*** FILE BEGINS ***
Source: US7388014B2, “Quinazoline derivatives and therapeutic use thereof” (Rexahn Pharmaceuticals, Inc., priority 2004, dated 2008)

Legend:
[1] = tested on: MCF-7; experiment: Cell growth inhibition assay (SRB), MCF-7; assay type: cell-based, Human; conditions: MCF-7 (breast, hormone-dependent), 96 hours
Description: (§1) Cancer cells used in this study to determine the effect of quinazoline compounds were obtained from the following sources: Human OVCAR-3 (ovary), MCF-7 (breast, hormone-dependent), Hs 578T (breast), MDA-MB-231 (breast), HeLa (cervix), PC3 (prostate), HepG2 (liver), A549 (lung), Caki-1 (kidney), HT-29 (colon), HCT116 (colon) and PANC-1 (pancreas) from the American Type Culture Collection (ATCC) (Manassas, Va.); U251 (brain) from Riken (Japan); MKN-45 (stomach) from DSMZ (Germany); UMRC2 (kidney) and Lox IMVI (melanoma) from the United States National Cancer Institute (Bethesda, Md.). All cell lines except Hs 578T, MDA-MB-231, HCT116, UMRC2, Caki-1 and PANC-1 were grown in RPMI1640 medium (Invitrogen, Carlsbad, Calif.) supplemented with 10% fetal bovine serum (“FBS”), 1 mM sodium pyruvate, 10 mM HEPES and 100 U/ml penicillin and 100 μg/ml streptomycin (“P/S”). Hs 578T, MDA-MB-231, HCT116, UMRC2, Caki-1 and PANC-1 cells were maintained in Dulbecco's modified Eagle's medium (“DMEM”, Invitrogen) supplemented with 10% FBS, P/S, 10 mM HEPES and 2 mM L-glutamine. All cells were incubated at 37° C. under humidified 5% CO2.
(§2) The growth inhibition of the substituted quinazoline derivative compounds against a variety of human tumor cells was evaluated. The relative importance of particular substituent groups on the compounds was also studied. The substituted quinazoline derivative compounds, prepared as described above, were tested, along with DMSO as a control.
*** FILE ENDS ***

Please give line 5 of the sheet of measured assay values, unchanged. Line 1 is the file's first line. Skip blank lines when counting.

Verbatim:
(§2) The growth inhibition of the substituted quinazoline derivative compounds against a variety of human tumor cells was evaluated. The relative importance of particular substituent groups on the compounds was also studied. The substituted quinazoline derivative compounds, prepared as described above, were tested, along with DMSO as a control.